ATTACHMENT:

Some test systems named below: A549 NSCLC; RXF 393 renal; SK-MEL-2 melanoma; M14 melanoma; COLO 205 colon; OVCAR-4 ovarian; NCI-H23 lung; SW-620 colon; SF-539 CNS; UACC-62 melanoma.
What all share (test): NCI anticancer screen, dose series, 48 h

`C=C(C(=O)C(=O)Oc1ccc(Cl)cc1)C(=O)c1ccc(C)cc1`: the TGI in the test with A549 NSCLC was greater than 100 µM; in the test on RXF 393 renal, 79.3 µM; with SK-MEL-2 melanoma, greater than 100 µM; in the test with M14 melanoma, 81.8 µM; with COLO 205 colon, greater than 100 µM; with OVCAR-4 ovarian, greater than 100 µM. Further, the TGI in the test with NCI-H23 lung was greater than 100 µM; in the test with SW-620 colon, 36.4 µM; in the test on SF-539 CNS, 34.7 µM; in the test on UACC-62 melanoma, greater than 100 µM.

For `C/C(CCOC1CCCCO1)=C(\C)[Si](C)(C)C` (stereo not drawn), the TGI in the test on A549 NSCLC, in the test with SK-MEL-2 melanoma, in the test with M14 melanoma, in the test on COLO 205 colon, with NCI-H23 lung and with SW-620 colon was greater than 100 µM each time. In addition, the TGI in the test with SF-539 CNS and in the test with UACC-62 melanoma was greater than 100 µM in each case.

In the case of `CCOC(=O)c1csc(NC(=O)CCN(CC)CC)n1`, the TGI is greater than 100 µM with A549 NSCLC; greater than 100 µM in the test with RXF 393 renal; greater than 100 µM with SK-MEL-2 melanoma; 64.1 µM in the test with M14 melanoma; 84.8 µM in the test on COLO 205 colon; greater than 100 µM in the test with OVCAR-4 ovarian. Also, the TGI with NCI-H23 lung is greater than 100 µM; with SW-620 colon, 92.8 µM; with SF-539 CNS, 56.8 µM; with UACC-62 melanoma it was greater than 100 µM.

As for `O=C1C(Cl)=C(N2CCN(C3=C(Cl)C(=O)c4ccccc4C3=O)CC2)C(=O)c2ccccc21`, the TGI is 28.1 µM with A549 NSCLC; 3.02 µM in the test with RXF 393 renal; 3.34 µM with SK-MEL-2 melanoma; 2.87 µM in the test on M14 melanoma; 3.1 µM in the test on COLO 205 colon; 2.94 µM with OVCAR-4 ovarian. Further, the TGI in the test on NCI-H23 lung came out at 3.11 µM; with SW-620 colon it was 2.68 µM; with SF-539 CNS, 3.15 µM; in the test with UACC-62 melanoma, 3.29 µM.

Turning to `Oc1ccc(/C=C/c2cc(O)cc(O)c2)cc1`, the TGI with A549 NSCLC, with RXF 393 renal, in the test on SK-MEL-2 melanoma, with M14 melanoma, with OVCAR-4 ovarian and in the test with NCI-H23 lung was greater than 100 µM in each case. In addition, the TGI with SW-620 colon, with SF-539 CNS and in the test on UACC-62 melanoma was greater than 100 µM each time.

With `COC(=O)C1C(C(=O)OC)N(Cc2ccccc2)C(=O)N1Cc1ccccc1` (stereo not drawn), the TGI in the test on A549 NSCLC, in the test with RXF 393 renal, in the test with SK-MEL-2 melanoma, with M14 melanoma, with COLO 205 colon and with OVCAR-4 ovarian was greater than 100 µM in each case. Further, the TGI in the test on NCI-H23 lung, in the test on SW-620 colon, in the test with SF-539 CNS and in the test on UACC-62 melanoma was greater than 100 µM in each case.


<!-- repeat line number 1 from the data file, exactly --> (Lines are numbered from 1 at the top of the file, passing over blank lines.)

Some test systems named below: A549 NSCLC; RXF 393 renal; SK-MEL-2 melanoma; M14 melanoma; COLO 205 colon; OVCAR-4 ovarian; NCI-H23 lung; SW-620 colon; SF-539 CNS; UACC-62 melanoma.